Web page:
Who pays for the banking ombudsman's infrastructure; should the judiciary step into the cricket broadcast dispute and what is happening in the Ambani empire...
By Sucheta Dalal
Like the Reserve Bank, the Securities and Exchange Board of India (Sebi) has also proposed to set up an Ombudsman for the capital market, so that small investors can get a quick hearing and swift redressal of their grievances. Sebi is now looking for funds to create the necessary infrastructure and has sought a contribution from the Investor Education and Protection Fund (IEPF) which has nearly Rs 230 crore in its kitty. While the ombudsman would certainly help resolve investors’ grievances, there is a catch. A group of consumer and investor associations who met at Ahmedabad at the end of February were of the strong view that since IEPF is carved out of unclaimed dividends, the money must only be used to fund investor programmes and not by the regulator. While Sebi does need to fund the Ombudsman’s infrastructure, these activists felt that the money must come from fines and penalties imposed on capital market intermediaries and traders, under Sebi regulations. An amendment to the Sebi Act has hugely enhanced the regulator’s power to levy hefty penalties but curiously enough, a slew of recent Sebi orders have chosen to bar wrongdoers from the capital market instead of imposing deterrent monetary penalties. Yet, all over the world, financial penalties are considered the most effective deterrent against financial crime.
If the holy land of Medina broke with tradition to allow Konkan Railway officials to examine the feasibility of a Skybus project for pilgrims, at home, the corporate sector is also going way out to help make it a success. The Skybus test run schedule is delayed a little because a leading engineering company got cold feet over its contribution and backed out. Skybus executives then roped in five other companies to chip in and have even managed to save 15 per cent on civil work. They also received a boost when Ratan Tata magnanimously gave the project free TMT steel bars at a time when steel prices have soared sky high. Grasim and ACC are supplying it cement at 50 per cent cost, while Jindal Steel is also providing rail steel at 50 per cent of market price. An Austrian company, Elin EBG has chipped in with three of the latest Ph AC motors free of cost. Konkan Railway Managing Director B Rajaram says that India has still to make motors as efficient as these. With all the help and goodwill, the charged-up Skybus team has made up some of the lost time and hopes to conduct its test run at the end of April. But the team still needs all the support it can get, and continues to battle various hurdles thrown in its efforts.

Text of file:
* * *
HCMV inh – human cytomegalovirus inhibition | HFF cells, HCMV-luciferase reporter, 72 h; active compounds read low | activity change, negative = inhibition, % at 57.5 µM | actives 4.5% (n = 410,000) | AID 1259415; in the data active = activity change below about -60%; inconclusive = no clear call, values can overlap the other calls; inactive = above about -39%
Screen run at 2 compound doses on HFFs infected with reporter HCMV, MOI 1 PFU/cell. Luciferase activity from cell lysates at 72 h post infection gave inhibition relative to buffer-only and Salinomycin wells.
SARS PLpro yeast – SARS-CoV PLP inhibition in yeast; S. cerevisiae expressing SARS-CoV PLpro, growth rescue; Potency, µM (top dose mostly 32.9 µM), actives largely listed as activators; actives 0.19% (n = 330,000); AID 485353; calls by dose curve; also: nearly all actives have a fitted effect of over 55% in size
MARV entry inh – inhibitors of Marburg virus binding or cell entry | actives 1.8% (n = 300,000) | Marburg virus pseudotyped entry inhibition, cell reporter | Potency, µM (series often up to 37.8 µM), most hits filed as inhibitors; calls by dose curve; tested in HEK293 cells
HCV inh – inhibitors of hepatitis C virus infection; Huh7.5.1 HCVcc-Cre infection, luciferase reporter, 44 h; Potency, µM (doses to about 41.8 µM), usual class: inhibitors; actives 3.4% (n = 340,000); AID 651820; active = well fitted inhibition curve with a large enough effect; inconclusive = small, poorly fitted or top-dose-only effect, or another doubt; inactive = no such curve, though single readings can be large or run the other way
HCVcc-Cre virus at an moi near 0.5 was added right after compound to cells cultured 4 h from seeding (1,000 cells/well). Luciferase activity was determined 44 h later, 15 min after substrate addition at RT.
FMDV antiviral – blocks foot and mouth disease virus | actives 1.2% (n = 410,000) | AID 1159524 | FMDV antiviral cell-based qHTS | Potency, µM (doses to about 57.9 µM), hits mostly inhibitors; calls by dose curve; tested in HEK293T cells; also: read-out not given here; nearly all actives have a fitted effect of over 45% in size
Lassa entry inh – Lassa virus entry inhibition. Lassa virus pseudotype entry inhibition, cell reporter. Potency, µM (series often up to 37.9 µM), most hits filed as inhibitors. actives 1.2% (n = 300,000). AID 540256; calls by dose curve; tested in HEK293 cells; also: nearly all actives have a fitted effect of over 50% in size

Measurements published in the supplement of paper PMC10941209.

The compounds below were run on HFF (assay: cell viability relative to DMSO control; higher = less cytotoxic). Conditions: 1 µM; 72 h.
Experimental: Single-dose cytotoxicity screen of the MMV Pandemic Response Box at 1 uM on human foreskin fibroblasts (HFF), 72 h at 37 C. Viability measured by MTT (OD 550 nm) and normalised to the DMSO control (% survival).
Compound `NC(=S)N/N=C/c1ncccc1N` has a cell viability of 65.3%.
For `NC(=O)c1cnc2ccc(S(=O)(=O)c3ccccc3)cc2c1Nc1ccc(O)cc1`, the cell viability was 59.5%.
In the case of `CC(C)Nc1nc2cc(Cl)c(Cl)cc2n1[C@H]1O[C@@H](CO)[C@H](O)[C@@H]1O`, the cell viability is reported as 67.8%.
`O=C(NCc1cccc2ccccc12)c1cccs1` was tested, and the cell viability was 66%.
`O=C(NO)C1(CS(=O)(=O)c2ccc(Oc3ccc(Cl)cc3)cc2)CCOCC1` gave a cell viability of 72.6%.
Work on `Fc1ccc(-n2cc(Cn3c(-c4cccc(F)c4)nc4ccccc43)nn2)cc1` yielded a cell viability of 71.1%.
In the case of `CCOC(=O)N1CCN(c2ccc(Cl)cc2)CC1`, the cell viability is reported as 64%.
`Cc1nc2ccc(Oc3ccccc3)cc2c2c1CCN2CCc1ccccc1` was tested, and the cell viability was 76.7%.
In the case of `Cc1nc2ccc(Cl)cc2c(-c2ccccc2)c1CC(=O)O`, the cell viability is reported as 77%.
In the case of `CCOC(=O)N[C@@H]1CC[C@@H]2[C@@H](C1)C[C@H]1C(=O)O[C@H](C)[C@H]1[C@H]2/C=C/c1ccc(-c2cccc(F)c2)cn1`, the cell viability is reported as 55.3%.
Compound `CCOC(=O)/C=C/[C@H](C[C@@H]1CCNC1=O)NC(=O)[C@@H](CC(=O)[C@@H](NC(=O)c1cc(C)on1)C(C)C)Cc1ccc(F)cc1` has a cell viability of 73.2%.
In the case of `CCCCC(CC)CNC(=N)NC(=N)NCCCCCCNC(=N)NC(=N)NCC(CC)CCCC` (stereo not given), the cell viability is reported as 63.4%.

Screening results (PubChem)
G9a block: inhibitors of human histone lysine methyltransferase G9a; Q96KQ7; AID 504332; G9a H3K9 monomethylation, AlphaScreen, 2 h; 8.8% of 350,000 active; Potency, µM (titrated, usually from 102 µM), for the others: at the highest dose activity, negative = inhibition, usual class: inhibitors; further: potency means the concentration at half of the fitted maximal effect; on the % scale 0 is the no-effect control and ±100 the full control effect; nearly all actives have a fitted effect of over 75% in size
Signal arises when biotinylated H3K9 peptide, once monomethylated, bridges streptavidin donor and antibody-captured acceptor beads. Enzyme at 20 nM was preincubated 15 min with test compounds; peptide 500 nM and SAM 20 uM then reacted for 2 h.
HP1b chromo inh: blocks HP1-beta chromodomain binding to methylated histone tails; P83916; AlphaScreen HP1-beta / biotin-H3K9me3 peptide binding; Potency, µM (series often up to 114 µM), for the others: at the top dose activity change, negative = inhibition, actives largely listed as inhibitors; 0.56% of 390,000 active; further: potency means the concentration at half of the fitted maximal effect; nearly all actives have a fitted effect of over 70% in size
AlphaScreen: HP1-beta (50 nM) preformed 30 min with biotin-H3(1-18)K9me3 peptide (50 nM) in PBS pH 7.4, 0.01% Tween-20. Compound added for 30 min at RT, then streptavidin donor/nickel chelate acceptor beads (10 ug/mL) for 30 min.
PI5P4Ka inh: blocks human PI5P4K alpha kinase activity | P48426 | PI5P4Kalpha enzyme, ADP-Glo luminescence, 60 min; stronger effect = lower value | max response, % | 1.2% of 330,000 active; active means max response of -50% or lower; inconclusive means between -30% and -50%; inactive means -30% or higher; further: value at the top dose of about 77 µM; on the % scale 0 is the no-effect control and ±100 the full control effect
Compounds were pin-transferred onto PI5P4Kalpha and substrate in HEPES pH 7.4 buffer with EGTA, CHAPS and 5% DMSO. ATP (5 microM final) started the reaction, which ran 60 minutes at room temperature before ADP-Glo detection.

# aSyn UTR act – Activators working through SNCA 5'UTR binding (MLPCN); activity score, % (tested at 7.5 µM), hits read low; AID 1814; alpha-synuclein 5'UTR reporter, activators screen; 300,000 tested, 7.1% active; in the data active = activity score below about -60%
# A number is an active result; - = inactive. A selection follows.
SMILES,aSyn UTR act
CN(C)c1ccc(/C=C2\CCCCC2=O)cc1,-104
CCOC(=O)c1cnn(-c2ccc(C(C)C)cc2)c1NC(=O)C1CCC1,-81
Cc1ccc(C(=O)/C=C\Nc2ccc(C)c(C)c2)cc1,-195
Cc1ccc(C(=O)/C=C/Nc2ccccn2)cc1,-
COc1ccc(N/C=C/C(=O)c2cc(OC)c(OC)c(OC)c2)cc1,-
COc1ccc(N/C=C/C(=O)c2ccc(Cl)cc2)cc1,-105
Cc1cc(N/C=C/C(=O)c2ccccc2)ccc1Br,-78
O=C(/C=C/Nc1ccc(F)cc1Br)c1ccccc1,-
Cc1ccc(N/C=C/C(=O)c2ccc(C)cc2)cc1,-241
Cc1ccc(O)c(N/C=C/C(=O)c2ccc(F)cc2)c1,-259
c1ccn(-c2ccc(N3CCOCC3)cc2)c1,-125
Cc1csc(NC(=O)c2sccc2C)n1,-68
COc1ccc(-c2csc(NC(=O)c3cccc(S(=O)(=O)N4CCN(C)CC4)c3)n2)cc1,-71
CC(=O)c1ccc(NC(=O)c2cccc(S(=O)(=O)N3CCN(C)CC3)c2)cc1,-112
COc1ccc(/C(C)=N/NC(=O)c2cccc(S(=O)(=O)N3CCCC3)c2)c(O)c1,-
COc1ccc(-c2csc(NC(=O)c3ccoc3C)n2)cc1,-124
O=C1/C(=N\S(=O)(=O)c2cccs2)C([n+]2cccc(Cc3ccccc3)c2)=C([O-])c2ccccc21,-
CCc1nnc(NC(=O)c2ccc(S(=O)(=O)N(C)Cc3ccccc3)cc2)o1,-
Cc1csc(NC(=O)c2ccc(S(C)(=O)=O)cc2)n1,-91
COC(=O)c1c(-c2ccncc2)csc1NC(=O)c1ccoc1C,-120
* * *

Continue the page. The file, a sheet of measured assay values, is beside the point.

Sanctity of contract
They did it in connection with Enron and they are doing it again. Newspaper editorials have waxed eloquent about the sanctity of Ten Sports’ contract to broadcast matches played in Pakistan and have criticised the judiciary for meddling. While they are right in arguing that Doordarshan and all Indian cable service providers ought to have worked out a commercial agreement with Ten Sports, let’s not forget a few pertinent points. First, that Indian viewers had already missed two minor matches because no agreement was forthcoming. Secondly, until the eve of the first One-Day International, there was no agreement.
Third, Ten Sports has a record of blanking hapless cable viewers from major international sporting events while trying to extract higher payments from cable service providers. It has shown scant sympathy for the fact that paying viewers are deprived of their legitimate right because of its dispute with operators. Fourthly, without India’s one billion cricket-obsessed viewers, Ten Sports broadcast rights for matches played in Pakistan would have been just a fraction as profitable. If cricket is readily acknowledged as a national obsession, then public interest as well as law and order considerations make it necessary for the judiciary and the government to step in, especially when it was clear that business considerations were not leading to a practical resolution of the problem.
Tailpiece: A knowing wag makes this interesting observation. Have you noticed, he says, that all the Reliance Energy advertisements carry the tag line ‘A Dhirubhai Ambani Enterprise’. However, this is not true for the rest of the Reliance group. For instance, Reliance Infocomm, which was the first to exploit Dhirubhai Ambani’s brand appeal with the mere papa ka sapna campaign and Dhirubhai Ambani Entrepreneur scheme, doesn’t carry the same tag line. Is it merely an oversight, lack of a clear group policy or a deliberate difference? For those who don’t get the picture, Reliance Energy is almost exclusively managed by one Ambani brother and Infocomm by the other.